Jim Zarroli Jim Zarroli is an NPR correspondent based in New York. He covers economics and business news.
Jim Zarroli 2010
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Jim Zarroli

Doby Photography /NPR
Jim Zarroli 2010
Doby Photography /NPR

Jim Zarroli

Correspondent, Business Desk, New York

Jim Zarroli is an NPR correspondent based in New York. He covers economics and business news.

Over the years, he has reported on recessions and booms, crashes and rallies, and a long string of tax dodgers, insider traders, and Ponzi schemers. Most recently, he has focused on trade and the job market. He also worked as part of a team covering President Trump's business interests.

Before moving into his current role, Zarroli served as a New York-based general assignment reporter for NPR News. While in this position, he reported from the United Nations and was also involved in NPR's coverage of Hurricane Katrina, the London transit bombings, and the Fukushima earthquake.

Before joining NPR in 1996, Zarroli worked for the Pittsburgh Press and wrote for various print publications.

He lives in Manhattan, loves to read, and is a devoted (but not at all fast) runner.

Zarroli grew up in Wilmington, Delaware, in a family of six kids and graduated from Pennsylvania State University.

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Story Archive

Stock trading has become easier and cheaper than ever. But have venues like Robinhood made it too risky for inexperienced investors? Jim Watson/AFP via Getty Images hide caption

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Jim Watson/AFP via Getty Images

Millions Turn To Stock Trading During Pandemic, But Some See Trouble For The Young

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President Trump's new executive order to prevent evictions isn't enough and Congress needs to act, housing activists say. Damian Dovarganes/AP hide caption

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Damian Dovarganes/AP

'A Homeless Pandemic' Looms As 30 Million Are At Risk Of Eviction

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What To Expect From New Relief Bill As Unemployment Spikes And Aid Set To Expire?

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Signs are displayed outside the Washington, D.C., Department of Employment Services. New claims for unemployment benefits around the country rose for the first time in four months. Saul Loeb/AFP via Getty Images hide caption

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Saul Loeb/AFP via Getty Images

Job Picture Worsens: Millions More File For Unemployment, In Reversal

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A Tesla car is on display at a showroom in Beijing on May 10. Tesla's stock has soared from $430 a share at the start of 2020 to nearly $1,600 at Wednesday's close. Noel Celis/AFP via Getty Images hide caption

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Noel Celis/AFP via Getty Images

More so than other big banks, Goldman Sachs depends on stock and bond trading to make money, and the financial markets were the place to be in the second quarter. Richard Drew/AP hide caption

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Richard Drew/AP

It's Nice To Be Rich: Wall Street Is Raking In Profits In The Stock Market

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"We still face much uncertainty regarding the future path of the economy," JPMorgan Chase CEO Jamie Dimon said Tuesday in a statement accompanying the giant bank's financial results. Win McNamee/Getty Images hide caption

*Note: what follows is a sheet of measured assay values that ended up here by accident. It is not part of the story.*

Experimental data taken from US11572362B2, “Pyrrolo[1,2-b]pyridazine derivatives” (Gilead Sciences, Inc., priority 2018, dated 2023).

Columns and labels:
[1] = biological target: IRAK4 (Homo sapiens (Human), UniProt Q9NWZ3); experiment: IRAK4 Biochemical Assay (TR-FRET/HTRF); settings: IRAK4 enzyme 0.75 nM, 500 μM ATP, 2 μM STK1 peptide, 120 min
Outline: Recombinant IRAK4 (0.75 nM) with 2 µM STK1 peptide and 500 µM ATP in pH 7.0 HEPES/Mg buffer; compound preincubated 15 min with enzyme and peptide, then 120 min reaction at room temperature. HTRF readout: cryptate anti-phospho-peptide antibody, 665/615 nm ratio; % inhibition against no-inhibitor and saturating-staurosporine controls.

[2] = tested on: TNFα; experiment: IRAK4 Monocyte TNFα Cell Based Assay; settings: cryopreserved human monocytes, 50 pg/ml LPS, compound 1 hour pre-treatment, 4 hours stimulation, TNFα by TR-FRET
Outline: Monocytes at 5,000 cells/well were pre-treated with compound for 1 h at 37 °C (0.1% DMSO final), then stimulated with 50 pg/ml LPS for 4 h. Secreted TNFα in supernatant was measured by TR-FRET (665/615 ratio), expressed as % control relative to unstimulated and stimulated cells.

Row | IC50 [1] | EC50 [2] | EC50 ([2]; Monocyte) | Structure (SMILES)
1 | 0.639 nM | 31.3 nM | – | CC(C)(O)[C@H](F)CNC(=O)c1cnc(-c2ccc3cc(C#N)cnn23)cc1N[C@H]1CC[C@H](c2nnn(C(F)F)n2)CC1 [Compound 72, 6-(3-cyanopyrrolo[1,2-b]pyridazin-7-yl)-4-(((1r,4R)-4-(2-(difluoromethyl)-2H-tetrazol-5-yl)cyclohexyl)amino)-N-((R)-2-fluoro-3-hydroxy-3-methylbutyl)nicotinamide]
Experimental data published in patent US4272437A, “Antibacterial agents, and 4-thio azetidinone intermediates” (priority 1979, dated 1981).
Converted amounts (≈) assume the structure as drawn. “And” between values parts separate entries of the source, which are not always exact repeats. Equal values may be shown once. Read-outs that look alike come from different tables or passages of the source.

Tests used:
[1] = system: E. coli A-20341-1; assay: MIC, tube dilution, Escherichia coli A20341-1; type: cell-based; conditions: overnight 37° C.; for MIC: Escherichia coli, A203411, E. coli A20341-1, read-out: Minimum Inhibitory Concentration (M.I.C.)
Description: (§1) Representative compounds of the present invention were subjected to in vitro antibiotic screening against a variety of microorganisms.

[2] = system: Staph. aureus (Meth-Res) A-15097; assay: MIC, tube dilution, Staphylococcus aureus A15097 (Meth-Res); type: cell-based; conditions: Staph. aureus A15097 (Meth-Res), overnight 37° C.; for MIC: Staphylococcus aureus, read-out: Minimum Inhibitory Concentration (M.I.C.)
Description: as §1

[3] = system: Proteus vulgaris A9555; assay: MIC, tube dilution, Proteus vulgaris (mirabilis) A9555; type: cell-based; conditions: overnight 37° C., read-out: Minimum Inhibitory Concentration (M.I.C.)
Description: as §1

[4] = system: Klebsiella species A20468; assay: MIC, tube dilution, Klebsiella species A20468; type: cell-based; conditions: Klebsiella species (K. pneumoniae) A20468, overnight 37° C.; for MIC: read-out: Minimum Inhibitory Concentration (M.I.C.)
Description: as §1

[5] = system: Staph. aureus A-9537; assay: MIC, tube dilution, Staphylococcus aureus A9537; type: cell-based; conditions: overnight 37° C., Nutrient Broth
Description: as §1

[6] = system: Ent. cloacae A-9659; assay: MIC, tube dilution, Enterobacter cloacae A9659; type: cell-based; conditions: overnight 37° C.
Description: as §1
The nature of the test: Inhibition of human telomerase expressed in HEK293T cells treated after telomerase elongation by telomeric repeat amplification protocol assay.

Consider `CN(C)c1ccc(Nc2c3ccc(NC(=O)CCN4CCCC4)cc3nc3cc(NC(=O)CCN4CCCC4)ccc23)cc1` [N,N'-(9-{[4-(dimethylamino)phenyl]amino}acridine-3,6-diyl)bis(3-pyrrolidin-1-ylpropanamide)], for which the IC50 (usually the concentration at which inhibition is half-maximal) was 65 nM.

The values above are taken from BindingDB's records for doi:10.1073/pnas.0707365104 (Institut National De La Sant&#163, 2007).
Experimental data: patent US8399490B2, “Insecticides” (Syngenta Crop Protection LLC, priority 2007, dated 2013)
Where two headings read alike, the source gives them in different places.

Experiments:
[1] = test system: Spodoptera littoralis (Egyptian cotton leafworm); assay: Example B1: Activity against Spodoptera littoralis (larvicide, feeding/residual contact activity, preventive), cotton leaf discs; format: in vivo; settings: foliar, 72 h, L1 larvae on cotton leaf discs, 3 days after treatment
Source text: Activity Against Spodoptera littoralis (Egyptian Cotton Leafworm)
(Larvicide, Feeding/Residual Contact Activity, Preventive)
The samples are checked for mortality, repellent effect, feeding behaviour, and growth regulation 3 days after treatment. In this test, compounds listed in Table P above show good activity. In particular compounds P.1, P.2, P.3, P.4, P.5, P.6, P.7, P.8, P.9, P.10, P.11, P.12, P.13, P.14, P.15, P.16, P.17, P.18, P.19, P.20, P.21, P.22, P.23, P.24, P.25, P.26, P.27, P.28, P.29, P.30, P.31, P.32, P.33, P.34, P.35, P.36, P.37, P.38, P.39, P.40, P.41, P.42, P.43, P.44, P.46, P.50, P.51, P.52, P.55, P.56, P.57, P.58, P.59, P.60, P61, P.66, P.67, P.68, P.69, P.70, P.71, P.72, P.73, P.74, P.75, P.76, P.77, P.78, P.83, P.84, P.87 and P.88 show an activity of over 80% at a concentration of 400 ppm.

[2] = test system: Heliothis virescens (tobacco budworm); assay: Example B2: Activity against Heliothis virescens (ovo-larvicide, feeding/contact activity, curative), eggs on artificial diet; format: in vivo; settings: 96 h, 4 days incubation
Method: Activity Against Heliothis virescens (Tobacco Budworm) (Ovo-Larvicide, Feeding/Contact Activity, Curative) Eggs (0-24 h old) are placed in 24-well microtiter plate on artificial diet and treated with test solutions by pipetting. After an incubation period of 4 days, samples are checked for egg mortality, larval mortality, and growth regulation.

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Win McNamee/Getty Images

'We Still Face Much Uncertainty': Pandemic Hammers Big Banks

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Masks are required for entry to a shoe store in Glendale, Calif. Most people follow guidelines to wear masks when they enter retail stores and restaurants, but some customers don't comply. David McNew/Getty Images hide caption

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David McNew/Getty Images

The Customer Is Always Right. Except When They Won't Wear A Mask

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Gov. Jim Justice, W.Va., waves to the crowd at his annual State of the State speech on Jan. 9, 2019, in Charleston, W.Va. Tyler Evert/AP hide caption

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Tyler Evert/AP

Data Raises Questions About Who Benefited From PPP Loans

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How The Recession Has Benefited The Richest Of The Rich

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Matt Comstock (left) takes the temperature of a guest at Busch Gardens in Tampa, Fla., on Wednesday. A spike in coronavirus cases in Florida and other states raised concerns in financial markets. Chris O'Meara/AP hide caption

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Chris O'Meara/AP

Dow Dives 1,800 Points On Worries Of 2nd Coronavirus Wave

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Stocks fell sharply Thursday after coronavirus cases spike and the Federal Reserve warned that the recovery will take a long time. Johannes Eisele/AFP via Getty Images hide caption

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Johannes Eisele/AFP via Getty Images

Market Meltdown: Dow Dives 1,800 Points On Worries Of 2nd Coronavirus Wave

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Federal Reserve Chair Jerome Powell speaks during a news conference in Washington on March 3. Companies can borrow money from the Fed under its new lending programs, but the central bank's effort to help the economy has had lopsided results. Jacquelyn Martin/AP hide caption

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Jacquelyn Martin/AP

The Fed Helped Companies Borrow Money. Some Laid Off Thousands Anyway

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